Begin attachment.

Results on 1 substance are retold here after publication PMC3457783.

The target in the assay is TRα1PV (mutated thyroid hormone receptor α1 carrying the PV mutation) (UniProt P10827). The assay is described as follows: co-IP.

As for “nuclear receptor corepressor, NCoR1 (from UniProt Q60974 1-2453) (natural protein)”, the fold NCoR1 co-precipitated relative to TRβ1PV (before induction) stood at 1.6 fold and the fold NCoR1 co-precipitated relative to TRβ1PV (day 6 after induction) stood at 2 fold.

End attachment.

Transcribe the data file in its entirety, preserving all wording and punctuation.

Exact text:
Results on 1 substance are retold here after publication PMC3457783.

The target in the assay is TRα1PV (mutated thyroid hormone receptor α1 carrying the PV mutation) (UniProt P10827). The assay is described as follows: co-IP.

As for “nuclear receptor corepressor, NCoR1 (from UniProt Q60974 1-2453) (natural protein)”, the fold NCoR1 co-precipitated relative to TRβ1PV (before induction) stood at 1.6 fold and the fold NCoR1 co-precipitated relative to TRβ1PV (day 6 after induction) stood at 2 fold.